Sales certifications for US album sales are awarded by the RIAA.[1] The RIAA began awarding certifications in 1958.[17] Certifications are based on unit retail sales: sales of 500,000 were awarded gold, 1,000,000 for platinum and 2,000,000 or more for multi-platinum.[17] In 2000, the RIAA launched "Los Premios Oro y Platino" (The Gold and Platinum Awards in Spanish) to acknowledge the Latin market in the United States.[18] The initial threshold for the certifications were —sales of 100,000 for gold (Disco de oro), 200,000 for platinum (Disco de platino), and 400,000 or more for multi-platinum (Multi-platino).[18] In 2008, these requirements were lowered due to declining shipment figures for Latin albums.[19] The thresholds for a Latin album certification were — 50,000 for gold, 100,000 for platinum, and 200,000 or more for multi-platinum. All albums that received a Latin certification before 2008 were updated to match the current criteria at the time.[20] On December 20, 2013, the RIAA lowered the criteria for Spanish-speaking album once more to reflect on the Latin music in the country. As of December 30, 2013, the current thresholds for a Latin album certification are — 30,000 for gold, 60,000 for platinum, and 120,000 or more for multi-platinum.[21]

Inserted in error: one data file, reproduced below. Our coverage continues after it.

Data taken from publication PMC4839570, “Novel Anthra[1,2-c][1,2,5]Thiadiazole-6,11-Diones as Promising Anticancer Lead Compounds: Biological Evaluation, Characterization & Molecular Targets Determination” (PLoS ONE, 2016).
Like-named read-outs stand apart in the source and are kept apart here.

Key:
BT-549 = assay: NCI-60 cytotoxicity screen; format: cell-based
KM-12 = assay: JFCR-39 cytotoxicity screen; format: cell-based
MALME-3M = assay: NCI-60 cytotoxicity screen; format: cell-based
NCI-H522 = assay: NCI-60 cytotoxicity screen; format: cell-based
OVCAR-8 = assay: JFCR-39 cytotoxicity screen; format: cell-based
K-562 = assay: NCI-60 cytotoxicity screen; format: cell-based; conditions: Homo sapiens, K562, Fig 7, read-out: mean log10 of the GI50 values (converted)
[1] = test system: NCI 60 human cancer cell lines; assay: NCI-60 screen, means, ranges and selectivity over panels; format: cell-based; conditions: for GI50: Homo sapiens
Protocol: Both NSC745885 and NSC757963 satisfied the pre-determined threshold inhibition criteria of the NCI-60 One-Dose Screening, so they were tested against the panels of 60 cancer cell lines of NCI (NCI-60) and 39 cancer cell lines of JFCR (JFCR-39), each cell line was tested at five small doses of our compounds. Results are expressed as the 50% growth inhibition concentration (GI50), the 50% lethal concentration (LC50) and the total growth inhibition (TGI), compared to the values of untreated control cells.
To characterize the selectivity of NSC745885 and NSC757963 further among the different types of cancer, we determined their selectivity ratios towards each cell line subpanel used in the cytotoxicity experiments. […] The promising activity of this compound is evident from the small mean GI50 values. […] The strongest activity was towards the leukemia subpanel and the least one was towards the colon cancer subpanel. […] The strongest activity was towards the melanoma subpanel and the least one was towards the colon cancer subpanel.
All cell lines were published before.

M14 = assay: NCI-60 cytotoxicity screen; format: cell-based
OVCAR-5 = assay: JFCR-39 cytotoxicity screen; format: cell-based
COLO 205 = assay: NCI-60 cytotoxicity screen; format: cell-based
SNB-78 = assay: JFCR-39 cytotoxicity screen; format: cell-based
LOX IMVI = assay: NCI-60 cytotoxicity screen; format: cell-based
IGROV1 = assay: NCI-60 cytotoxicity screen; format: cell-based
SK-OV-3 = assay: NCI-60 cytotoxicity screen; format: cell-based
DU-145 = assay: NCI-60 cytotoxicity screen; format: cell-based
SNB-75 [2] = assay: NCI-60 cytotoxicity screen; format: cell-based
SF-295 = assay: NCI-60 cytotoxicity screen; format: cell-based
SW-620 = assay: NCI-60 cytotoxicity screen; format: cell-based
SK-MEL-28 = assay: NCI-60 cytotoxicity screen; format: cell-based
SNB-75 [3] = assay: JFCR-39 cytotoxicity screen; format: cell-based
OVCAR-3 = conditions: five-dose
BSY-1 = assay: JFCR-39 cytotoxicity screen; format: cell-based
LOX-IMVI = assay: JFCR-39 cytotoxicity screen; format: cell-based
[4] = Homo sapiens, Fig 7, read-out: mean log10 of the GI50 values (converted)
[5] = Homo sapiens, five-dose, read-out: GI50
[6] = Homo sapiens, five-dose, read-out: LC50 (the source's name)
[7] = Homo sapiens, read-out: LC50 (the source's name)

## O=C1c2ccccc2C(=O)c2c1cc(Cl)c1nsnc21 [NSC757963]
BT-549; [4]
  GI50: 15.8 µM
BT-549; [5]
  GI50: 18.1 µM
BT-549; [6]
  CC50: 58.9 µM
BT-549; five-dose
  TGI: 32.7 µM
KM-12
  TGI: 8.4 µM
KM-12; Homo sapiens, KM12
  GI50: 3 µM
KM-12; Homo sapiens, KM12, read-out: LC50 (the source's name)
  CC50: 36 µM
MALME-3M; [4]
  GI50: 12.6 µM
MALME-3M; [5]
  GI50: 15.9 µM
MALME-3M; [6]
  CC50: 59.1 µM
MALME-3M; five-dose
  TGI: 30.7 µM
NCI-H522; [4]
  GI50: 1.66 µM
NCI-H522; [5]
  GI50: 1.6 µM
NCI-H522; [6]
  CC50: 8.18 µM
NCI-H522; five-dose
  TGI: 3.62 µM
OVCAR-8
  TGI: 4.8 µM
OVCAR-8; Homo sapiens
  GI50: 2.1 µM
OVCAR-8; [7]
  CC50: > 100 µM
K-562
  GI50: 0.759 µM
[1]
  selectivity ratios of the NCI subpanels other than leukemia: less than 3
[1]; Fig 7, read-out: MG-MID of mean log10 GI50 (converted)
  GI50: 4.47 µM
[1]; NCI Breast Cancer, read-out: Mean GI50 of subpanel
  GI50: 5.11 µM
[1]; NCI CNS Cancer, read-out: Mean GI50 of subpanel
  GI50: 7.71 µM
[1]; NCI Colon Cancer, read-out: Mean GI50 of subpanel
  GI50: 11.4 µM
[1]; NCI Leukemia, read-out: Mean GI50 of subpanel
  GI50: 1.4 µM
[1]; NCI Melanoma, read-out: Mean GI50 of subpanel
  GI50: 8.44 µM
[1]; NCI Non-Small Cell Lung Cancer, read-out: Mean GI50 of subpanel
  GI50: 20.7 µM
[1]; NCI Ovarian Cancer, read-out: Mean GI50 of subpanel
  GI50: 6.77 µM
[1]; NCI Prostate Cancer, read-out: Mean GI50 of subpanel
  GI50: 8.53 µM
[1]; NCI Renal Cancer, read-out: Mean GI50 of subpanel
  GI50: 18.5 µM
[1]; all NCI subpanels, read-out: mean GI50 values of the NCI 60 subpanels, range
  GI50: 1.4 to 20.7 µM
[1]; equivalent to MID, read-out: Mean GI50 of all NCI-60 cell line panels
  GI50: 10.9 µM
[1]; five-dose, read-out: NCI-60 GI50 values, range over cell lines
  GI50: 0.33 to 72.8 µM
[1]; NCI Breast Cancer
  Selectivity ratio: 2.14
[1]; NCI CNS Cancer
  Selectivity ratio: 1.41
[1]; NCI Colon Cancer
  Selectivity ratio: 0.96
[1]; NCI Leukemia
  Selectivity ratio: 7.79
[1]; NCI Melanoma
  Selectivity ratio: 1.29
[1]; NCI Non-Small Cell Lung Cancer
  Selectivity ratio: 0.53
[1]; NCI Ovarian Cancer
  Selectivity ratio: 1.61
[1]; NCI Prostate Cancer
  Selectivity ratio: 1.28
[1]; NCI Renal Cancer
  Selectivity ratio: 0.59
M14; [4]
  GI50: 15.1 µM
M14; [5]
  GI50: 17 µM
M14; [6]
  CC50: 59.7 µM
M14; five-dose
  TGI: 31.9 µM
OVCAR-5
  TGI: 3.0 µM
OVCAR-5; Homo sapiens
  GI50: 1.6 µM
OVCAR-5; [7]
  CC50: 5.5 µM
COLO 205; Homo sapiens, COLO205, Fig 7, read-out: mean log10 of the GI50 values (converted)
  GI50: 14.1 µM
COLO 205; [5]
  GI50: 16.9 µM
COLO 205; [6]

Mexican singer Luis Miguel became the first non-crossover Latin artist to achieve gold status for his album Romance, a collection of classic boleros.[22] The album as well at its follow-ups — Segundo Romance and Romances were later certified platinum. Me Estoy Enamorando and Vuelve by Alejandro Fernández and Ricky Martin were both certified platinum and were the best-selling Latin albums of 1998 and 1999 respectively.[23][24] Colombian singer Shakira's albums Pies Descalzos and Dónde Están los Ladrones? were both certified while her 2005 album, Fijación Oral Vol. 1 was certified 11× Platinum (Latin field). As of February 2010, the highest-certified Latin album is Dreaming of You by Selena, which has been awarded platinum certification 35 × in the Latin field.